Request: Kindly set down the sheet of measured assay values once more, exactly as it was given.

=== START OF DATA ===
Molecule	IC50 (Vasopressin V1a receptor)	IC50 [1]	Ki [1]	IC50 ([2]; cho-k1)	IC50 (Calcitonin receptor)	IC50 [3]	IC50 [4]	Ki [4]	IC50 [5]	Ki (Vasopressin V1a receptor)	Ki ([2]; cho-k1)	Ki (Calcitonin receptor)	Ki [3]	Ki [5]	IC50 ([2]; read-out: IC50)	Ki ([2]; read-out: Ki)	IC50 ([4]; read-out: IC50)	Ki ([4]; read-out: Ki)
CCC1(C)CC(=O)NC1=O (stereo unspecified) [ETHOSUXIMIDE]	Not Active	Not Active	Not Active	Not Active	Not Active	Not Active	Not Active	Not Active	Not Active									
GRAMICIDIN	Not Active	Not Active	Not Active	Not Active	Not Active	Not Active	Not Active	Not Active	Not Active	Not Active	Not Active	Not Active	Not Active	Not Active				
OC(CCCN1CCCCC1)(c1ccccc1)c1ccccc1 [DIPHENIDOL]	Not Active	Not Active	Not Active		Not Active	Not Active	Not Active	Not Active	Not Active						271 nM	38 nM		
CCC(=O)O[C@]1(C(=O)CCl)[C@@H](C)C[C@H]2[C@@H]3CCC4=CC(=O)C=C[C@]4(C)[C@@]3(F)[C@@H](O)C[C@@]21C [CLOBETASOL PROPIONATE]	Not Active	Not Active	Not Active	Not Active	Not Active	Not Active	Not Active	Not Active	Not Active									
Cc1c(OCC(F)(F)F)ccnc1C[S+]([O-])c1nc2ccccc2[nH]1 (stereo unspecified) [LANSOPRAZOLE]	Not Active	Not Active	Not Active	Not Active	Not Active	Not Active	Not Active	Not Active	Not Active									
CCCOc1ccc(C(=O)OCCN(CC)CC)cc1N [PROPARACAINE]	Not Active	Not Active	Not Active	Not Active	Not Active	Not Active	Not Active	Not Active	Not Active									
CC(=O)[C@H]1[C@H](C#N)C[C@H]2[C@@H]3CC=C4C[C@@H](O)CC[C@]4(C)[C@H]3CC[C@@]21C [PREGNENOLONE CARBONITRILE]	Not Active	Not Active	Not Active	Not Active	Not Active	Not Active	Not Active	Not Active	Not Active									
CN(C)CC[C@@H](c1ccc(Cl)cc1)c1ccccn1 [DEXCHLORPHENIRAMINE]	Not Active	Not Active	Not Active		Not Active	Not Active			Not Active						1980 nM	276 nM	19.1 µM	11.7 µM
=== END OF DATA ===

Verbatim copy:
Molecule	IC50 (Vasopressin V1a receptor)	IC50 [1]	Ki [1]	IC50 ([2]; cho-k1)	IC50 (Calcitonin receptor)	IC50 [3]	IC50 [4]	Ki [4]	IC50 [5]	Ki (Vasopressin V1a receptor)	Ki ([2]; cho-k1)	Ki (Calcitonin receptor)	Ki [3]	Ki [5]	IC50 ([2]; read-out: IC50)	Ki ([2]; read-out: Ki)	IC50 ([4]; read-out: IC50)	Ki ([4]; read-out: Ki)
CCC1(C)CC(=O)NC1=O (stereo unspecified) [ETHOSUXIMIDE]	Not Active	Not Active	Not Active	Not Active	Not Active	Not Active	Not Active	Not Active	Not Active									
GRAMICIDIN	Not Active	Not Active	Not Active	Not Active	Not Active	Not Active	Not Active	Not Active	Not Active	Not Active	Not Active	Not Active	Not Active	Not Active				
OC(CCCN1CCCCC1)(c1ccccc1)c1ccccc1 [DIPHENIDOL]	Not Active	Not Active	Not Active		Not Active	Not Active	Not Active	Not Active	Not Active						271 nM	38 nM		
CCC(=O)O[C@]1(C(=O)CCl)[C@@H](C)C[C@H]2[C@@H]3CCC4=CC(=O)C=C[C@]4(C)[C@@]3(F)[C@@H](O)C[C@@]21C [CLOBETASOL PROPIONATE]	Not Active	Not Active	Not Active	Not Active	Not Active	Not Active	Not Active	Not Active	Not Active									
Cc1c(OCC(F)(F)F)ccnc1C[S+]([O-])c1nc2ccccc2[nH]1 (stereo unspecified) [LANSOPRAZOLE]	Not Active	Not Active	Not Active	Not Active	Not Active	Not Active	Not Active	Not Active	Not Active									
CCCOc1ccc(C(=O)OCCN(CC)CC)cc1N [PROPARACAINE]	Not Active	Not Active	Not Active	Not Active	Not Active	Not Active	Not Active	Not Active	Not Active									
CC(=O)[C@H]1[C@H](C#N)C[C@H]2[C@@H]3CC=C4C[C@@H](O)CC[C@]4(C)[C@H]3CC[C@@]21C [PREGNENOLONE CARBONITRILE]	Not Active	Not Active	Not Active	Not Active	Not Active	Not Active	Not Active	Not Active	Not Active									
CN(C)CC[C@@H](c1ccc(Cl)cc1)c1ccccn1 [DEXCHLORPHENIRAMINE]	Not Active	Not Active	Not Active		Not Active	Not Active			Not Active						1980 nM	276 nM	19.1 µM	11.7 µM